Chet Baker: Chet in Chicago (1986 [2008], Enja): Unreleased studio session, volume 5 in Enja's Chet Baker Legacy series, with Bradley Young's piano trio, working bebop standards, with sprightly piano, fine trumpet, and Baker whisking his way through his umpteenth "My Funny Valentine." B+

The Miles Davis All-Stars: Broadcast Sessions 1958-59 (1958-59 [2008], Acrobat): Ten tracks from four sessions, with John Coltrane and Cannonball Adderley missing one each, pianists ranging from Bill Evans to Red Garland to Wynton Kelly, Paul Chambers on bass except for the cut Candido drops in on; no surprises, at least until Coltrane catches fire on the last cuts, reminiscent of Bird's Roosts. B+

Bill Evans: Sunday at the Village Vanguard (1961 [2008], Riverside/Keepnews Collection): Always a subtle pianist, sneaking about here as bassist Scott LaFaro frequently leads and drummer Paul Motian invents his off-centric drumming; LaFaro died in a car crash ten days later, his legendary status secured this weekend, which also yielded Waltz for Debby, this record's only rival for the highpoint of Evans' career. A

Dizzy Gillespie Big Band: Showtime at the Spotlite (1946 [2008], Uptown, 2CD): Diz came up in big bands and preferred them well into the 1950s, but this is mostly a historical curiosity, predating his Latin binge with Chano Pozo, with raw audio roughing up sometimes spectacular solos; band members include Thelonious Monk, Milt Jackson, Ray Brown, Kenny Clarke; Sarah Vaughan drops in for a cameo. B

Tom Lellis/Toninho Horta: Tonight (2008, Adventure Music): Piano-guitar duets, both sing but Lellis more, romantic yankee standards outnumbering the sambas two or three to one; both slow, sweet, more or less quaint. B-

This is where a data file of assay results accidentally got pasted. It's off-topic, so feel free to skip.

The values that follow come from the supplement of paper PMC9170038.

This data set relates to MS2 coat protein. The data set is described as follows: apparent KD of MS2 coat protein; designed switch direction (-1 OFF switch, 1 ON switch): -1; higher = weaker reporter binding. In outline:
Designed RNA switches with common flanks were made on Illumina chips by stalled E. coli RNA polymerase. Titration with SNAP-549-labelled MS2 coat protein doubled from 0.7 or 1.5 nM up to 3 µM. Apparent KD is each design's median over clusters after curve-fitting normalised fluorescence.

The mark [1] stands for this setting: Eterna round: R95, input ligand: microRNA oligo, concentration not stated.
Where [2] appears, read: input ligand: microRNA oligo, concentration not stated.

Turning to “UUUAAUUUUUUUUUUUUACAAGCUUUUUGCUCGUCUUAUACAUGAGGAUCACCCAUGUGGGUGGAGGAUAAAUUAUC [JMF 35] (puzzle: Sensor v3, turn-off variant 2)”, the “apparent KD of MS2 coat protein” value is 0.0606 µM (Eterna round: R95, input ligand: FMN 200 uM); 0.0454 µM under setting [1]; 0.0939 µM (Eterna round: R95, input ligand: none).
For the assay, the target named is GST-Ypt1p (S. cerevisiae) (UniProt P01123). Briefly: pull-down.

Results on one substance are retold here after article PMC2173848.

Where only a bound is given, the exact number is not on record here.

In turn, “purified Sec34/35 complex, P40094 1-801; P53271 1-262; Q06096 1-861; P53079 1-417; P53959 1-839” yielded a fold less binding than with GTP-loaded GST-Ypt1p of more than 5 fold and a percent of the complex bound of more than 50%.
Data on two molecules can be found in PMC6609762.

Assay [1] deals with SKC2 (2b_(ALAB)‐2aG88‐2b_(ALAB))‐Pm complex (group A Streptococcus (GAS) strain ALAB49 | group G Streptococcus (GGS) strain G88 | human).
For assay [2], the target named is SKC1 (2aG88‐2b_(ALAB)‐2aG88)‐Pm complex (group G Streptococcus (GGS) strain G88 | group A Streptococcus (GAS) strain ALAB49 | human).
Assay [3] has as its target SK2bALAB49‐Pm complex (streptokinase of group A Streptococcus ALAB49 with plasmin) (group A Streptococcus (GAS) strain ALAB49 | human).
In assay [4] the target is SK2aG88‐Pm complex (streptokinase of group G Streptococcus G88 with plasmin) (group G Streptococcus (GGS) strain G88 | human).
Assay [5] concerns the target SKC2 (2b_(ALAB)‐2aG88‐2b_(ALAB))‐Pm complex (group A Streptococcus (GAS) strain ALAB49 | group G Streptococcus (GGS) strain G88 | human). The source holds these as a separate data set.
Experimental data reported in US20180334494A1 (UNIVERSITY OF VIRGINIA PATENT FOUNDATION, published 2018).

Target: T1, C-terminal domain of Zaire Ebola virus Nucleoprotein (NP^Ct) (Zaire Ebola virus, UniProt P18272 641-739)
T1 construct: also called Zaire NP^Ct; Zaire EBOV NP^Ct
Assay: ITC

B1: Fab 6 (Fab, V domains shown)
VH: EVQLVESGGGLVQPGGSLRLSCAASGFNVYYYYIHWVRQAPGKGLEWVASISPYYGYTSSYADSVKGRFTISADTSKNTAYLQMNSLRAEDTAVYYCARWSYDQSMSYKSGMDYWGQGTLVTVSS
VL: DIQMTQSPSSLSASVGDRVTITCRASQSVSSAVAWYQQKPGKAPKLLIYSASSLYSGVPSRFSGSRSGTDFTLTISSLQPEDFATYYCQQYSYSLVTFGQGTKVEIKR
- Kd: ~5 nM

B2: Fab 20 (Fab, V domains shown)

Carmen McRae: Live at the Flamingo Jazz Club London May 1961 (1961 [2008], Acrobat): Barely accompanied by Don Abney's piano trio, eleven standards from "I Could Write a Book" to "They Can't Take That Away From Me," including obvious stops like "Stardust" and "Body and Soul" and the local nod "A Foggy Day (in London Town)," given readings at once textbook proper and delectable. B+

Thelonious Monk: Thelonious Himself (1957 [2008], Riverside/Keepnews Collection): Solo piano, excepting one anomalous take of "Monk's Mood" with John Coltrane and Wilbur Ware; covers like "April in Paris" and "A Ghost of a Chance" are carefully dissected to reveal odd tangents, but the process is so slow and painstaking it's hard maintain interest. B

Jovino Santos Neto & Weber Iago: Live at Caramoor (2007 [2008], Adventure Music): Brazilian pianists do "Alone Together" and their own standards, a pure piano stroll through Brazil's sinuous rhythms, except for a nice bonus at the end, as Joe Lovano's soprano sax rides Jobim's "Wave." B

Lucía Pulido: Luna Menguante/Waning Moon (2006 [2008], Adventure Music): Hot-blooded, arch-voiced Colombian chanteuse, full of dramatic emotion, which translates less clearly than the New York jazzbos in her band. B+

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Copyright © 2008 Tom Hull.